Shana Tova and a great Yom Tov to both of you,

    Avrohom.

  9. A –

    I realize that. Please see the footnote.

    ~~~~~~~~~~~~

    Ma Rabbi –

    Last time I checked, any teshuva written after a book is published is not in that book. In other words, since Iggros Moshe is chronological, and since this teshuva dates from late 1984 or 1985, it would seem by default to be in Vol 8. It certainly can’t be in 1-6 and proabably not 7 either. Check the dates.

  10. Rav NMoshe’s yeshiva published a piece on this in its journal, I think in 1986. That may be the most complte source, and it may include the teshuva I posted as well.

  11. avrohom

    Hi shmarya,

    thanks for the footnote. I would appreciate if you can give me a direct reference. I will try to look it up.

    PErhaps there can a few ways to refer to gerus: 1) Meikor hadin (which would mean that it is prerequite midoraysso, in a form of “vaday”, “certainity”). 2) GIyur Mitoras Safek: Giyur in for of Safek, ie. in a state of a doubt, in which case it could be a giyur mideorayyso since it is a “safek deorayta”. 3) Giyur lechumroh: something like a requirement miderabbanan, where it is only a additional stringency.

    From the letter you posted it would appear that it is something like #2 and he calls it here “giyur amiti” (for we have a real strong safek on their status as he explained in the begining of this letter: 1) it is uncertain if the Radbaz knew all details, 2)IT is uncertain if the situations hasn’t change since then).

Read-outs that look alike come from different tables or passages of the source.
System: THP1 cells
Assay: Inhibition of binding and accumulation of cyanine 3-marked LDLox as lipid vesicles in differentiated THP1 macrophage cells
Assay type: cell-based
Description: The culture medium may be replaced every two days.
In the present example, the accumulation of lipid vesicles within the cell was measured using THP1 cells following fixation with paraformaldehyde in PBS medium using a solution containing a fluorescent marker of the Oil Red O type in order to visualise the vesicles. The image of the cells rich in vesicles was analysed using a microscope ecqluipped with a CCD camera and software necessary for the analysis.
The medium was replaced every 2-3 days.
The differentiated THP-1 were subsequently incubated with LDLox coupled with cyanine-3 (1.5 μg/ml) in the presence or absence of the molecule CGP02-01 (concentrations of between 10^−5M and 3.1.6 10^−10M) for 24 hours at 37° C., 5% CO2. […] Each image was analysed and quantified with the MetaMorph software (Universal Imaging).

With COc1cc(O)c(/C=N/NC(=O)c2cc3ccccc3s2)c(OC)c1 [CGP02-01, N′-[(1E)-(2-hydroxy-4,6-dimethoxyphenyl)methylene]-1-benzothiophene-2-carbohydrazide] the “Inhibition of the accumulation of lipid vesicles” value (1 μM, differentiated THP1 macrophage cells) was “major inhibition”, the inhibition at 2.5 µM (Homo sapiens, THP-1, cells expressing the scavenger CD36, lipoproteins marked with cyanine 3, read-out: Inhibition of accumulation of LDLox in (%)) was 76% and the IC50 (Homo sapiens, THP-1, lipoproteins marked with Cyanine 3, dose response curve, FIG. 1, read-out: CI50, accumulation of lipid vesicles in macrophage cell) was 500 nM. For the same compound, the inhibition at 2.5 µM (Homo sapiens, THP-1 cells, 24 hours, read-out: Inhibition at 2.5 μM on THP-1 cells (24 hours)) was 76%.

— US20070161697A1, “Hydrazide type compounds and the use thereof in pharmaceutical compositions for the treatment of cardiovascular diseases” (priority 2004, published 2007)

Again if you find the reference i would be gfrateful to you.

    Shana Tova and gut yom tov,

    Avrohom).

  12. Should be in Igros Moshe vol 8

  13. avrohom

    Hi Shmarya,

    Sorry to bother you. Where in Chelek 8?

    Otoh, I found from Chacham Ovadya quoting Reb Moshe mentioned here before:

    שו”ת יביע אומר חלק ח – אה”ע סימן יא

    ד) גם הלום שמעתי שהגאון רבי משה פיינשטיין שליט”א, כתב מכתב להר”מ טנדלר, ביום כ”ז סיון תשמ”ד, שאף שהרדב”ז כתב שאין ספק שהפלשים יהודים משבט דן, לדינא קשה לסמוך על זה, כי לא ברור אם הרדב”ז ידע היטב את המציאות אודותם, וגם לא ברור אם עד זמנינו לא נשתנה מצבם. ע”כ. [וכעת ראיתי שחזר לכתוב כן לנכדו הרב ר’ יעקב טנדלר במכתב מיום כ”ח סיון תשמ”ה].

    Which seems to be the letter you mentioned. and in both cases Reb Moshe holds that they are “sofek yehudim” and need gerus missofek. Chacham Ovadya objects to his opinion on this very point. It seems clear that Reb Moshe did not holds that there is only a need for “Gerus lechumroh” but a higher level of “gerus”: “gerus missofek” as i explained before.

    A great Yom tov to you,

    Avrohom,

  14. Anonymous

    It seems that virtually 100% of the 20,000 2001-2006 Falash Mura undergo Halachic geirus ie mikveh and hatofas dam.

    Is it known how many of the 100,000 Falashas of 1984-98 underwent Halachic geirus? 20% or even less?

  15. Scott learn your facts before your campaigns

    Modern scholars of Ethiopian history and Ethiopian Jews, such as James Quirin, Steve Kaplan, Kay Shelemay, and Harold Marcus, consider the Beta Israel to be a native group of Ethiopian Christians, who took on Biblical practices, and came to see themselves as Jews. As Paul B. Henze explains: